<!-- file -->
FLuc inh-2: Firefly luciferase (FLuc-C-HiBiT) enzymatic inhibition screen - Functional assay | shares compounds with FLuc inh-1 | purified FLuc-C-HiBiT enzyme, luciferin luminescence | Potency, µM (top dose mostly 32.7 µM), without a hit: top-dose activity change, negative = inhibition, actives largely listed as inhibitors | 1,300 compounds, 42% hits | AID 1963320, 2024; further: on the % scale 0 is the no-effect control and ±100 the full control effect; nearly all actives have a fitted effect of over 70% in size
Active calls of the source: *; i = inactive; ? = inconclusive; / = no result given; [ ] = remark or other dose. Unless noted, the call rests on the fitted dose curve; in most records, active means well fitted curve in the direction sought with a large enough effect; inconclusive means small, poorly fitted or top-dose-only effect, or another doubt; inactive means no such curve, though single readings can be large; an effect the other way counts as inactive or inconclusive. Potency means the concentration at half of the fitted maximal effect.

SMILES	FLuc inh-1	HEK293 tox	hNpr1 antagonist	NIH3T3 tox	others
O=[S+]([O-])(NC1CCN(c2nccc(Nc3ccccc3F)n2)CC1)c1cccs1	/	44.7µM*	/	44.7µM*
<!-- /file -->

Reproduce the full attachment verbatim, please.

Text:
FLuc inh-2: Firefly luciferase (FLuc-C-HiBiT) enzymatic inhibition screen - Functional assay | shares compounds with FLuc inh-1 | purified FLuc-C-HiBiT enzyme, luciferin luminescence | Potency, µM (top dose mostly 32.7 µM), without a hit: top-dose activity change, negative = inhibition, actives largely listed as inhibitors | 1,300 compounds, 42% hits | AID 1963320, 2024; further: on the % scale 0 is the no-effect control and ±100 the full control effect; nearly all actives have a fitted effect of over 70% in size
Active calls of the source: *; i = inactive; ? = inconclusive; / = no result given; [ ] = remark or other dose. Unless noted, the call rests on the fitted dose curve; in most records, active means well fitted curve in the direction sought with a large enough effect; inconclusive means small, poorly fitted or top-dose-only effect, or another doubt; inactive means no such curve, though single readings can be large; an effect the other way counts as inactive or inconclusive. Potency means the concentration at half of the fitted maximal effect.

SMILES	FLuc inh-1	HEK293 tox	hNpr1 antagonist	NIH3T3 tox	others
O=[S+]([O-])(NC1CCN(c2nccc(Nc3ccccc3F)n2)CC1)c1cccs1	/	44.7µM*	/	44.7µM*